This study outlines the language and gender studies in Korea over the past 30 years and derives some prospect of the future research. Following the epitome of the beginning and development of the studies in the framework of modern sociolinguistics, this article reviews the relevant studies on both Korean and foreign languages. The review shows that the works on this topic can be broadly classified into three main research areas; language variation, utterable genderlect and objective genderlect. Though having entered upon this research area two decades later than those in Amercian and European countries, Korean sociolinguists have produced significant results, especially in the gender-specific utterances in Korean. Works on other languages have been also carried out, often with applied linguistic purposes of cross-linguistic/cultural analysis, foreign language education, translation as well as consciousness raising of gender issues. Emphasizing the need for interdisciplinary approaches both in perspectives and research methods of the future studies, this article expects continuation of variation studies for completing the description of ‘language variation and change’, sociolinguistic efforts and movement against the gender bias and discrimination, and analysis of various types of communication in cyber space. It is also pointed out that language use of sexual minorities is one of the most untapped and subtle sociolinguistic topics in Korea.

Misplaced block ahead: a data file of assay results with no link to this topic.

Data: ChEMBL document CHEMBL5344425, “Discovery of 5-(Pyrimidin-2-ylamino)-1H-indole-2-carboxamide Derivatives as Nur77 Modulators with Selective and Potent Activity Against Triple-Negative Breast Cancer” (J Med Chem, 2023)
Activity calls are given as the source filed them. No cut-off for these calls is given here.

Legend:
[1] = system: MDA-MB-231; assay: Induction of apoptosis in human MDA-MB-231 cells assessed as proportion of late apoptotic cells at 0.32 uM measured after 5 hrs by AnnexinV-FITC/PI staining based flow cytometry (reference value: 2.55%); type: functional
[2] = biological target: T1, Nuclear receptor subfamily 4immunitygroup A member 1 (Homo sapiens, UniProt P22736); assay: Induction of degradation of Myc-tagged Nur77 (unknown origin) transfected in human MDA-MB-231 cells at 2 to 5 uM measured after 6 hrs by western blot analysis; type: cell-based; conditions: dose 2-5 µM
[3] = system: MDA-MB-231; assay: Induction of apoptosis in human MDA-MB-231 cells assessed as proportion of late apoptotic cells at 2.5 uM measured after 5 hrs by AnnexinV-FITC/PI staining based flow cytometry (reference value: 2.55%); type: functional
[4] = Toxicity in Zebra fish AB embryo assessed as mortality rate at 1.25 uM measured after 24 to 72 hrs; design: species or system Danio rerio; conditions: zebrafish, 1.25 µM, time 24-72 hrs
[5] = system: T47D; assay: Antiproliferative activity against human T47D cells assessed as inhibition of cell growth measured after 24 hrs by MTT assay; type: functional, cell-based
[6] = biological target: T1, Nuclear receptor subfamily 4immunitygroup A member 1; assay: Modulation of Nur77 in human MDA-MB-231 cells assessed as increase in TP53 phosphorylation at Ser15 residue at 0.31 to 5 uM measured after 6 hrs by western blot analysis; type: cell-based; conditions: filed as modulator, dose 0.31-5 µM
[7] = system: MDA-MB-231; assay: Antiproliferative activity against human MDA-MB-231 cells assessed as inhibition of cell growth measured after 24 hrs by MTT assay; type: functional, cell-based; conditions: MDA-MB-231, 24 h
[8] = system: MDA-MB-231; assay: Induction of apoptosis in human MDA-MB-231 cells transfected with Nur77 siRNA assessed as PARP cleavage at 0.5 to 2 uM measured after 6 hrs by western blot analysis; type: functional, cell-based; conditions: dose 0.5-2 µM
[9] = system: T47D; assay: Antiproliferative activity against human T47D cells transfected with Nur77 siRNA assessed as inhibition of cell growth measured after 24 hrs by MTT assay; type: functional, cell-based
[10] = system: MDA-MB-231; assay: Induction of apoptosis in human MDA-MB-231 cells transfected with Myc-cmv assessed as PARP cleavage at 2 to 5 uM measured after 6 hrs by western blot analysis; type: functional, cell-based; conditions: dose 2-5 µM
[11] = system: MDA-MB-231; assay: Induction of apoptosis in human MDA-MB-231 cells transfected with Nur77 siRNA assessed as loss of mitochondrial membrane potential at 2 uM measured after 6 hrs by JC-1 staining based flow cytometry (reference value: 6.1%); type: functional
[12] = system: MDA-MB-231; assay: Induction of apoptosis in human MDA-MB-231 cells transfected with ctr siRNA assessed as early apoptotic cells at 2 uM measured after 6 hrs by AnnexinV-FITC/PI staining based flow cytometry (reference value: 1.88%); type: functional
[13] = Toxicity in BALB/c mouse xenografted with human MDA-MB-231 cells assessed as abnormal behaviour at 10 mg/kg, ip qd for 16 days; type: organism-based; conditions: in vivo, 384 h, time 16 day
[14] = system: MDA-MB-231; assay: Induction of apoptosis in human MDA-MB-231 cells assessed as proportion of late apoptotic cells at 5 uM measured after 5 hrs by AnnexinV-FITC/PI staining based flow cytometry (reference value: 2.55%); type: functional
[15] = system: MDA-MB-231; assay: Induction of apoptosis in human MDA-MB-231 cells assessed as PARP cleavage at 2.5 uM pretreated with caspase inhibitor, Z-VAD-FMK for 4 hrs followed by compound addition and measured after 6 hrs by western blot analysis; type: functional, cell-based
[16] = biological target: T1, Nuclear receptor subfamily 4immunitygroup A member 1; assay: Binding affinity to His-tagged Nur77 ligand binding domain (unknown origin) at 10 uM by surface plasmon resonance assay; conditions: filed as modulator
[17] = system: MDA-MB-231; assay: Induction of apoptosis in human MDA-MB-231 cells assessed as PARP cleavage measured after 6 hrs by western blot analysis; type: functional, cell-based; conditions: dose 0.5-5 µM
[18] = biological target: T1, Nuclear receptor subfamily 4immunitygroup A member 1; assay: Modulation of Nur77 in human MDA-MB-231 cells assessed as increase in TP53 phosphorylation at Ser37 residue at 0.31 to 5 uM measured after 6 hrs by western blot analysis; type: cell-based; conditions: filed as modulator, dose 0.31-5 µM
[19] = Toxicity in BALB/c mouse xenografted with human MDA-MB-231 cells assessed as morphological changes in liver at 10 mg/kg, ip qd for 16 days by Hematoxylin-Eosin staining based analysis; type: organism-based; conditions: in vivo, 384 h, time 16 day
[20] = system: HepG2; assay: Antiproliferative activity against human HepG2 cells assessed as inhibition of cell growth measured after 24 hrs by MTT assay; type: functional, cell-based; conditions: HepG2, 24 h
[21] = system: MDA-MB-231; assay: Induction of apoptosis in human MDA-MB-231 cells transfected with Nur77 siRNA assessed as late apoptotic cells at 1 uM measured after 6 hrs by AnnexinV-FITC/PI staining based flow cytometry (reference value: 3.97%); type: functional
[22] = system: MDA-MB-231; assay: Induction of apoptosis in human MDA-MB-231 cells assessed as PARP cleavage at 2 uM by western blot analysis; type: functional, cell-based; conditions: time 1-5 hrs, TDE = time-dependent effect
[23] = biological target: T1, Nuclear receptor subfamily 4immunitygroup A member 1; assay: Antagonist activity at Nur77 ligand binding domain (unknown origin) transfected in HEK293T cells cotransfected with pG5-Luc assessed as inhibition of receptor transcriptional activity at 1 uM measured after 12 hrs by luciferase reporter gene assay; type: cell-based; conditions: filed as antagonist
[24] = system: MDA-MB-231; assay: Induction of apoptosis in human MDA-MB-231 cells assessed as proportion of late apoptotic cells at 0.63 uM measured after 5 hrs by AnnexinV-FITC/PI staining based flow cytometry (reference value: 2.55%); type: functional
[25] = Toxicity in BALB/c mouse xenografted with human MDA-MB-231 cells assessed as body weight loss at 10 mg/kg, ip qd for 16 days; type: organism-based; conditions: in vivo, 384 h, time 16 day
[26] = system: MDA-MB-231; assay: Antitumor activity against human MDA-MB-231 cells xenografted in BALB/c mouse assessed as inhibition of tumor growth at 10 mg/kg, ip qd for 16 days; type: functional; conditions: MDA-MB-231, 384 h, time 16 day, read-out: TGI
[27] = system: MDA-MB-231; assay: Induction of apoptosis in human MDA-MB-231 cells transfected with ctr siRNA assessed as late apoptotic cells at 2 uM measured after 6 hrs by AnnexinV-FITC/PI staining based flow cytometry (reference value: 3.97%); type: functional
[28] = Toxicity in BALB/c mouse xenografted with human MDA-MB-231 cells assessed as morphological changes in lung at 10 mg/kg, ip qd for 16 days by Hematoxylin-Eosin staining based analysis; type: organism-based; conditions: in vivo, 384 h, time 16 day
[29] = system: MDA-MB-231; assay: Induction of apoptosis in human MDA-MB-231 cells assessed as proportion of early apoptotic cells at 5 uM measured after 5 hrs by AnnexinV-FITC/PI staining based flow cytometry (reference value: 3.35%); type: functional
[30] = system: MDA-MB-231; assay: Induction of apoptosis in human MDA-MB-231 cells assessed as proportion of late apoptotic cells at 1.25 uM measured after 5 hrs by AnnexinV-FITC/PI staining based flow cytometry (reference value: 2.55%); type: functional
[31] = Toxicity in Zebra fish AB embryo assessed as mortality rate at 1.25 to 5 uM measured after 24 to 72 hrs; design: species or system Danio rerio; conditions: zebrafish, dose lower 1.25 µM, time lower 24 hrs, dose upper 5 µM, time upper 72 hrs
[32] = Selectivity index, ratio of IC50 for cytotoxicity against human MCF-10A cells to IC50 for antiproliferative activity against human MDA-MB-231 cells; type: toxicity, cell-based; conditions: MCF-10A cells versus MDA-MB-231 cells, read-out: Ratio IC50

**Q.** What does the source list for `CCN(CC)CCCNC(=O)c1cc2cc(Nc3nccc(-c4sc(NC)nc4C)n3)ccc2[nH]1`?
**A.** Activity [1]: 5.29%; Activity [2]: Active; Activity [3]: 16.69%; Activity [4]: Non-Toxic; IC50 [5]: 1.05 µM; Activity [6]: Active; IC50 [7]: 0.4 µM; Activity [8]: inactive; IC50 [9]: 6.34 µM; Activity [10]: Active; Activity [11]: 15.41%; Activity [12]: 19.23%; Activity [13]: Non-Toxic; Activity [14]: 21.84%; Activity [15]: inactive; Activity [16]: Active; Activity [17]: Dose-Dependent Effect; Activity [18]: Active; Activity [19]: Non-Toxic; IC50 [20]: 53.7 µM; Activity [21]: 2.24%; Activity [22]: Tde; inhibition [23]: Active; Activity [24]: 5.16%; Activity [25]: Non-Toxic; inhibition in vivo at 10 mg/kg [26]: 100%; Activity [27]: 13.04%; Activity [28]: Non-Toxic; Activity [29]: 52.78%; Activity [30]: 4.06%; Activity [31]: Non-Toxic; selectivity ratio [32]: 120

This paper analyzes the research progress of language attitudes in the field of sociolinguistics and proposes future research projects. First, the research progress of language attitudes can be categorized into four groups; attitudes to the language itself, attitudes to language variation, attitudes to language use, and attitudes to language identity.
Research about attitudes to the language itself is peculiar in that big scale surveys were conducted by the government for linguistic policies. Quantitative survey method is preferable when providing the results in figures. However, it is unsuitable when analyzing the results in depth. Therefore, qualitative research entailed with various research methods is necessary.
Research on attitudes toward language variation should be promoted considering the fast speed of linguistic change of the Korean language. So far most studies were about umlaut, euphony, grammatical change in stem and ending. Nevertheless, further studies should expand the research horizon to different linguistic units such as intonation, discourse markers, etc.
Research on attitudes toward language use shows the possibility of extending the scope of the field of sociolinguistics. Especially study on anthroponym, commercials, brand names, copies, political slogans should not only be done on language attitudes but also on sociolinguistic respects.
Lastly, research on language attitudes of minority groups focused on Korean migrants to Japan(Korean residents in Japan), former Soviet Union(Russian Koreans), and China(Korean-Chinese). However, at present Korea is a multicultural society which implicates that future studies should pay more attention on minority groups of different mother tongues for example immigrant workers, international students, temporary visitors, overseas Chinese, and foreigners who acquired Korean nationality, as well as North Korean defectors and migrant wives.